Residential: Making sense of the housing market without government data

The final months of 2018 brought headlines warning of a housing slowdown. However, this month, when the mortgage industry would otherwise be gauging the state of the housing market in a new year, some worry we may have an incomplete picture because of the government shutdown. As the government reopens, the delayed data, combined with industry data that has already been released, will offer a more comprehensive snapshot of the housing market in December heading into 2019.

On December 22, 2018, when the shutdown began, federal agencies, such as the Census Bureau and the Department of Housing and Urban Development (HUD), stopped issuing economic reports. Although these reports are helpful in assessing the health of the market, reports provided by industry trade associations and the government-sponsored enterprises (GSEs) helped track an ongoing picture throughout January.

“During the shutdown we missed out on some key metrics, such as housing starts, building permits and new-home sales,” said Tim Rood, Chairman of The Collingwood Group. “However, these metrics only represent a few pieces of the larger puzzle. We continued to get data on things like builder sentiment, existing and pending home sales, and mortgage applications, which appear to show the housing market is still on steady footing.”

The shutdown held up the release of new residential construction and construction spending data for December, which includes building permits, housing starts, housing completions and residential construction spending. Analysts also missed the latest data on new residential sales for November.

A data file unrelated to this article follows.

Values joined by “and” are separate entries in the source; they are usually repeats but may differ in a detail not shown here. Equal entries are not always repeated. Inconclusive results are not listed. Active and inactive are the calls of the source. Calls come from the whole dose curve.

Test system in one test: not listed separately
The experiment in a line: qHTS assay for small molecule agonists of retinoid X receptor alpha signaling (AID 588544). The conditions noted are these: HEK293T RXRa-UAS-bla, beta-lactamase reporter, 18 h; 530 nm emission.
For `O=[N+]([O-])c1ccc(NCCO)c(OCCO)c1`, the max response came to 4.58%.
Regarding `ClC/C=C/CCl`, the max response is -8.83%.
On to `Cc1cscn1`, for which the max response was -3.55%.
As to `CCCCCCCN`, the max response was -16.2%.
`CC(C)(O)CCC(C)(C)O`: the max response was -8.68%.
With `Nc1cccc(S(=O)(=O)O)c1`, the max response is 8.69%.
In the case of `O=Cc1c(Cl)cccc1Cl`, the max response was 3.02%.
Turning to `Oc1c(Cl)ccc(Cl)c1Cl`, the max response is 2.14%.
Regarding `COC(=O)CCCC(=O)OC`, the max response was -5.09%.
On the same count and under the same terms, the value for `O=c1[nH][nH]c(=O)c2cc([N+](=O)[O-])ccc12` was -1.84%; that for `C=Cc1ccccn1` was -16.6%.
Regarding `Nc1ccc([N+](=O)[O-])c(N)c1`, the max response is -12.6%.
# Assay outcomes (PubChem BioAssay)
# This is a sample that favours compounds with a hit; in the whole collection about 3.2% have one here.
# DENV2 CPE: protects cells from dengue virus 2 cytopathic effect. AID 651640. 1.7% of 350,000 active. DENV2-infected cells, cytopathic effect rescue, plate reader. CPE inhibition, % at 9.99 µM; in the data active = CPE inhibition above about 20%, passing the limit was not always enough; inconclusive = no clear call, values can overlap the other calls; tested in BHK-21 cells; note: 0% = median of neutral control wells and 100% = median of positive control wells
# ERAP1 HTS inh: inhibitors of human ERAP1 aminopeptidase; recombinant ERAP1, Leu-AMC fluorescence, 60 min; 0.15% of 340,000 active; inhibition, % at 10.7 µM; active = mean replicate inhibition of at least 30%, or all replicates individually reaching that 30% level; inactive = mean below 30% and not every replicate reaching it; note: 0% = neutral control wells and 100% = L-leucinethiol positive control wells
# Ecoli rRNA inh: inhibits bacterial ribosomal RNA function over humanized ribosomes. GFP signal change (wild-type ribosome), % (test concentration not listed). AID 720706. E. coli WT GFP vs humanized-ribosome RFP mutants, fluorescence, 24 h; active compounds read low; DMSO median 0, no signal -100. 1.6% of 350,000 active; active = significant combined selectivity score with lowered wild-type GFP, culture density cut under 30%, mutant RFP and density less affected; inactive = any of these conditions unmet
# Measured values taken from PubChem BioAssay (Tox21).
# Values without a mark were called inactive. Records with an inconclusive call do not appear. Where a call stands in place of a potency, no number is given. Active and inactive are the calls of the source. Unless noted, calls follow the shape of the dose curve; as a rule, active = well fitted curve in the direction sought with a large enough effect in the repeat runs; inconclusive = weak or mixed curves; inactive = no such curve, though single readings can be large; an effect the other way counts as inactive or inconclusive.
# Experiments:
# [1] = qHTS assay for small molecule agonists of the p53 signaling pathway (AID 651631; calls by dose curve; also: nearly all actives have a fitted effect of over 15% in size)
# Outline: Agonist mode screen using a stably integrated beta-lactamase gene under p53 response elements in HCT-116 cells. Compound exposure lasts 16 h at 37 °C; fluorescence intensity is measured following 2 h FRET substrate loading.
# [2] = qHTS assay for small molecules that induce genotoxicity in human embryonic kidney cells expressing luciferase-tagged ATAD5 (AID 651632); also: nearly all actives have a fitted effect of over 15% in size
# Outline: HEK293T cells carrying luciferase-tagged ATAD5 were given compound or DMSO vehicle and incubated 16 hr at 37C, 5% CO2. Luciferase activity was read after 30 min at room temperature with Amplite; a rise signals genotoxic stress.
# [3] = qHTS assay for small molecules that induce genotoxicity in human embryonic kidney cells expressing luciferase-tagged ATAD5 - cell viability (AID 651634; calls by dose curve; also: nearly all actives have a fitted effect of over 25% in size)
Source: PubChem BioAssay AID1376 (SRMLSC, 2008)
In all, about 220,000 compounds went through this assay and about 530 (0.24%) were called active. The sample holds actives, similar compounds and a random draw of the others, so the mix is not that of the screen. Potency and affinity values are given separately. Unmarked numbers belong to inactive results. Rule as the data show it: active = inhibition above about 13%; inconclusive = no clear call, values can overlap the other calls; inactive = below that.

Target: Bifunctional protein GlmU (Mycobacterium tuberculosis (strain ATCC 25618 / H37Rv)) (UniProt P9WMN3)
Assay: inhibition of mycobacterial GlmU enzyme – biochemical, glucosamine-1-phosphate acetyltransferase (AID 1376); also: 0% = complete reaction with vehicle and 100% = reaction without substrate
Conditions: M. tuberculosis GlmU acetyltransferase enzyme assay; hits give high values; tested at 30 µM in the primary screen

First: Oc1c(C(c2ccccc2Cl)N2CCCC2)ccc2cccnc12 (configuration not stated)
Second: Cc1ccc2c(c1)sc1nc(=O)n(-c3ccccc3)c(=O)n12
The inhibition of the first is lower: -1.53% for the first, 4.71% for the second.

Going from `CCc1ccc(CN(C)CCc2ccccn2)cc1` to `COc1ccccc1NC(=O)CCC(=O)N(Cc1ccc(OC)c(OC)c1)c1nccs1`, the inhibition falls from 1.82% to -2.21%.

“We can still get a pretty good idea of where the market is at,” said Rood. “Pending home sales saw a moderate dip in November. Existing-homes sales saw declines in December as well, but builder sentiment and mortgage applications peaked up in January.”

During the shutdown, the National Association of Realtors published pending and existing home sales data. Pending home sales fell less than 1% from October to November. The latest existing home sales data, released January 22, 2019, reported a 6.4% drop from November to December. However, during that time home prices continued to rise and inventory shrank, suggesting relatively strong demand.

On January 16, 2019, the National Association of Home Builders published January data on the Home Builders Housing Market Index. The forward-looking indicator showed a two-point increase in builder confidence, citing lower mortgage interest rates in late December and January. The Mortgage Bankers Association’s Weekly Applications Survey confirmed gaining optimism in January. The first two weeks of January saw a 23.5% and 13.5% uptick in mortgage applications.

“A lot of the government reports we’re waiting on have data on November and December,” said Rood. “These are important, but we’re already able to gauge where key metrics, such as industry sentiment, new applications and pending home sales, sat in January.”

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